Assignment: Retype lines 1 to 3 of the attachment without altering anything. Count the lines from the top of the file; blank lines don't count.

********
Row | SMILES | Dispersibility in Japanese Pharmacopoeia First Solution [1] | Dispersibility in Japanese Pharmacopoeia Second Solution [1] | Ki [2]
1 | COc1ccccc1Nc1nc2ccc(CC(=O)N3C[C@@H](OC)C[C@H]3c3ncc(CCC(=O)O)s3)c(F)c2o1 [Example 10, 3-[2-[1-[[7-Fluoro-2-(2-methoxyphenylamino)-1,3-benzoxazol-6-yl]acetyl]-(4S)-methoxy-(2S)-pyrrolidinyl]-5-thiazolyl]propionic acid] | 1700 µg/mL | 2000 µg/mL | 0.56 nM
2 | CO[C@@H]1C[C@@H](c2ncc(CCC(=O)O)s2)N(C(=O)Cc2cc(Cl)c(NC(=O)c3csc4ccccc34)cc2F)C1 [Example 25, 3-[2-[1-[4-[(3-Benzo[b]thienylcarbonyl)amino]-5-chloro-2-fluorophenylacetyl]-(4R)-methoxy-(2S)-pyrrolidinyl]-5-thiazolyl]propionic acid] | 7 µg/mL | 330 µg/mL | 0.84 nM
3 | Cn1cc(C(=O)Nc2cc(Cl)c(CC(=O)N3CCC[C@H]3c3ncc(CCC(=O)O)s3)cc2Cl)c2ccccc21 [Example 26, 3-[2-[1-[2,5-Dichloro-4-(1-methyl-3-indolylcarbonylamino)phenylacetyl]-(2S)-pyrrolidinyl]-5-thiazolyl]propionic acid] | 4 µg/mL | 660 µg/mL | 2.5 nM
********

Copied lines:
Row | SMILES | Dispersibility in Japanese Pharmacopoeia First Solution [1] | Dispersibility in Japanese Pharmacopoeia Second Solution [1] | Ki [2]
1 | COc1ccccc1Nc1nc2ccc(CC(=O)N3C[C@@H](OC)C[C@H]3c3ncc(CCC(=O)O)s3)c(F)c2o1 [Example 10, 3-[2-[1-[[7-Fluoro-2-(2-methoxyphenylamino)-1,3-benzoxazol-6-yl]acetyl]-(4S)-methoxy-(2S)-pyrrolidinyl]-5-thiazolyl]propionic acid] | 1700 µg/mL | 2000 µg/mL | 0.56 nM
2 | CO[C@@H]1C[C@@H](c2ncc(CCC(=O)O)s2)N(C(=O)Cc2cc(Cl)c(NC(=O)c3csc4ccccc34)cc2F)C1 [Example 25, 3-[2-[1-[4-[(3-Benzo[b]thienylcarbonyl)amino]-5-chloro-2-fluorophenylacetyl]-(4R)-methoxy-(2S)-pyrrolidinyl]-5-thiazolyl]propionic acid] | 7 µg/mL | 330 µg/mL | 0.84 nM